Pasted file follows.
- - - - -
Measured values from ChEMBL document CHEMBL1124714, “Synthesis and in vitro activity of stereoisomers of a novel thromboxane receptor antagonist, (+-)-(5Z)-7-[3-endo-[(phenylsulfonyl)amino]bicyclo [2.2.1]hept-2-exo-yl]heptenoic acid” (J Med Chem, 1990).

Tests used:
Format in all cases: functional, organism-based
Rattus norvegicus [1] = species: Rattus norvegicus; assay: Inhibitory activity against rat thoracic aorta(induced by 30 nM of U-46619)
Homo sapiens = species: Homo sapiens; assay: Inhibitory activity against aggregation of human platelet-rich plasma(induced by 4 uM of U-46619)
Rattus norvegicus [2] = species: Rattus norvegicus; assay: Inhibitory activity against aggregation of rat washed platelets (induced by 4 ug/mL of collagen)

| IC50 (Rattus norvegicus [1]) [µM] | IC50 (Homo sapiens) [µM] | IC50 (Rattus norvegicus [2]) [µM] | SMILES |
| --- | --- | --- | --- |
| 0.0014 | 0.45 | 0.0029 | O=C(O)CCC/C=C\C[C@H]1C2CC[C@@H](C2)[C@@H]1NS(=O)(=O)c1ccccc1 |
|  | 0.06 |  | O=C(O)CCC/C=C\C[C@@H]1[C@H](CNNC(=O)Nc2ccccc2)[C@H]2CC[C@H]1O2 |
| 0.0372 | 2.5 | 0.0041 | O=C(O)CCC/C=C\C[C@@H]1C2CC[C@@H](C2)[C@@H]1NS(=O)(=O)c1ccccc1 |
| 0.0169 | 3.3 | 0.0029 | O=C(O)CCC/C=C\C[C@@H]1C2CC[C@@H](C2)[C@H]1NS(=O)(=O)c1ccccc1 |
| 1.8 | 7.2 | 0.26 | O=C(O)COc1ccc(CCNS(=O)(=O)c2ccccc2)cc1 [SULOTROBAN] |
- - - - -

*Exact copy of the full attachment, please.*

Measured values from ChEMBL document CHEMBL1124714, “Synthesis and in vitro activity of stereoisomers of a novel thromboxane receptor antagonist, (+-)-(5Z)-7-[3-endo-[(phenylsulfonyl)amino]bicyclo [2.2.1]hept-2-exo-yl]heptenoic acid” (J Med Chem, 1990).

Tests used:
Format in all cases: functional, organism-based
Rattus norvegicus [1] = species: Rattus norvegicus; assay: Inhibitory activity against rat thoracic aorta(induced by 30 nM of U-46619)
Homo sapiens = species: Homo sapiens; assay: Inhibitory activity against aggregation of human platelet-rich plasma(induced by 4 uM of U-46619)
Rattus norvegicus [2] = species: Rattus norvegicus; assay: Inhibitory activity against aggregation of rat washed platelets (induced by 4 ug/mL of collagen)

| IC50 (Rattus norvegicus [1]) [µM] | IC50 (Homo sapiens) [µM] | IC50 (Rattus norvegicus [2]) [µM] | SMILES |
| --- | --- | --- | --- |
| 0.0014 | 0.45 | 0.0029 | O=C(O)CCC/C=C\C[C@H]1C2CC[C@@H](C2)[C@@H]1NS(=O)(=O)c1ccccc1 |
|  | 0.06 |  | O=C(O)CCC/C=C\C[C@@H]1[C@H](CNNC(=O)Nc2ccccc2)[C@H]2CC[C@H]1O2 |
| 0.0372 | 2.5 | 0.0041 | O=C(O)CCC/C=C\C[C@@H]1C2CC[C@@H](C2)[C@@H]1NS(=O)(=O)c1ccccc1 |
| 0.0169 | 3.3 | 0.0029 | O=C(O)CCC/C=C\C[C@@H]1C2CC[C@@H](C2)[C@H]1NS(=O)(=O)c1ccccc1 |
| 1.8 | 7.2 | 0.26 | O=C(O)COc1ccc(CCNS(=O)(=O)c2ccccc2)cc1 [SULOTROBAN] |